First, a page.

The Tax Court in Brief June 21 – June 25, 2021

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The Tax Court in Brief June 21 – June 25, 2021

Freeman Law’s “The Tax Court in Brief” covers every substantive Tax Court opinion, providing a weekly brief of its decisions in clear, concise prose.

For a link to our podcast covering the Tax Court in Brief, download here or check out other episodes of The Freeman Law Project.

Tax Litigation: The Week of June 21 – June 25, 2021

Tax Court Case: Ervin v. Commissioner, T.C. Memo. 2021-75 

June 23, 2021 | Lauber, J. | Dkt. No. 485-15 

Tax Dispute Short Summary

For nearly a decade, the taxpayer and his wife failed to file Federal income tax returns and made no payments.  The couple were indicted and convicted for tax evasion for a three-year period of the near-decade non-payment.  The following year, the taxpayer was ordered to pay restitution for the entire period of non-filing and non-payment.

After remanded to custody, the IRS completed a civil examination for the taxpayer’s individual income tax liabilities for a six-year period, which included years subject to the criminal court’s order for restitution. IRS prepared and certified a substitute for return for the relevant years. IRS, then, sent taxpayer two notices of deficiency for two three-year periods, providing for penalties.

The taxpayer, from prison, submitted a tax court petition, but failed to allege errors in the IRS’ determinations.  In the time between the petition being filed and the opinion, the U.S. Department of Justice auctioned off the taxpayer’s gold coins and certified that the taxpayer’s restitution was paid, in full.  In response to requests for admissions, the taxpayer admitted to failing to file, failing to make timely income tax payments, failing to make timely estimated tax payments, and he lacked reasonable cause to abate the penalties.  The Commissioner moved for summary judgment.  The taxpayer argues that liability should not exist by virtue of the restitution obligation.

Tax Litigation Key Issue:

Primary Holdings

Key Points of Law:

Insight: The Tax Court’s decision brings a deluge of life lessons. Namely, crime doesn’t pay.  However, that old cliché needs a caveat – But the criminal sure will.  The Court made it clear that an IRS’ assessment of penalties and additional tax stands independent from a criminal order, even when the same tax years are at issue. To soften the blow, the restitution payments allow for a tax credit on taxes owed.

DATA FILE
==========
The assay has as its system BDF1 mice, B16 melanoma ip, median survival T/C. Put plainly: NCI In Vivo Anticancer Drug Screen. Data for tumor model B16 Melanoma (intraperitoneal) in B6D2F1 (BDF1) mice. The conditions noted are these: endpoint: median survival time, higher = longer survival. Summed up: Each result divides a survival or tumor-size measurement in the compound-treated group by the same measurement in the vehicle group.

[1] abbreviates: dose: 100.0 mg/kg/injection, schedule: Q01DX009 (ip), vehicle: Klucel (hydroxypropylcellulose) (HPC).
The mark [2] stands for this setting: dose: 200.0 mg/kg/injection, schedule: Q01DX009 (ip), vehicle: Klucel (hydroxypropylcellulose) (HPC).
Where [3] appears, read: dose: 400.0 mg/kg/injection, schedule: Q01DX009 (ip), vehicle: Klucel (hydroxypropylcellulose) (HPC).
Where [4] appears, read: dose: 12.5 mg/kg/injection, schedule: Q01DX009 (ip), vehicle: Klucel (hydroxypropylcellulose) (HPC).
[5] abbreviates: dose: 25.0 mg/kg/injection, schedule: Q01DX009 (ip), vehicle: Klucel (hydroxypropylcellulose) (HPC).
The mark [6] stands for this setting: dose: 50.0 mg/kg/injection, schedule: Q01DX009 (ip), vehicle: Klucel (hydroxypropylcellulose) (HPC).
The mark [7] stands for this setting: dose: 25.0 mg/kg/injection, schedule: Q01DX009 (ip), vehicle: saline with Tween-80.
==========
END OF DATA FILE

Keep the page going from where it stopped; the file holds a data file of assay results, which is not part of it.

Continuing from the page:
Hussey v. Commissioner, 156 T.C. No. 12 

June 24, 2021 | Colvin, J. | Dkt. No. 19249-18

Tax Dispute Short Summary

In 2009, the petitioner purchased 27 investment properties on which he assumed outstanding loans totaling $1,714,520.  All of the loans were held by the same bank.  By 2012, petitioner began to struggle with making payments on the loans.

In 2012, the petitioner sold short 16 investment properties and received from the mortgage lender a discharge of indebtedness totaling $754,054 for 15 of those properties.  In 2013, petitioner sold 7 investment properties.  He did not receive from the lender a discharge of indebtedness relating to the 2013 property sales.

Although the petitioner originally filed his returns for 2012 through 2014, he believed that the tax treatment for the sale and indebtedness reported on his original returns was incorrect.  Accordingly, he hired a tax law firm to file amended returns for 2012 and 2013.  On the amended 2012 return, petitioner reported a loss of $613,263 related to the sales of properties.  On Form 982, Reduction of Tax Attributes Due to Discharge of Indebtedness (and Section 1082 Basis Adjustment), petitioner reported that he had excludable income of $685,281 “for a discharge of qualified real property business indebtedness (QRPBI) applied to reduce the basis of depreciable property.”  On his 2013 return, petitioner reported a loss totaling $499,417 related to the sale of the investment properties and his primary residence.  The losses for 2013 were carried forward by petitioner on his 2014 return.

The IRS issued a notice of deficiency to petition for taxable years 2013 and 2014.  For 2013, the IRS disallowed the loss deductions.  For 2014, the IRS disallowed the loss carryover deduction from 2013.

Tax Litigation Key Issues:

Primary Holdings

Key Points of Law:

Insight: The Hussey decision demonstrates that taxpayers may be able to avoid federal tax penalties for reporting positions if they rely in good faith on a tax professional for the preparation of a tax return.


Tax Court Litigation Attorneys

Need assistance litigating in the U.S. Tax Court? Freeman Law’s tax attorneys are experienced litigators with trial-tested litigation skills and in-depth substantive tax knowledge, having collectively litigated hundreds of cases before the U.S. Tax Court. Our tax controversy lawyers have extensive experience in Tax Court matters involving partnership audits and litigation under both the TEFRA and BBA regimes, international tax penalties, foreign trusts, valuation, reasonable compensation disputes, unreported income, fraud penalties, other tax penalties, and many other matters. We draw on our experience and wealth of tax knowledge to advise and guide clients through the entire tax controversy process, building the right strategy to resolve tax controversies from day one. Schedule a consultation or call (214) 984-3000 to discuss your Tax Court concerns or questions.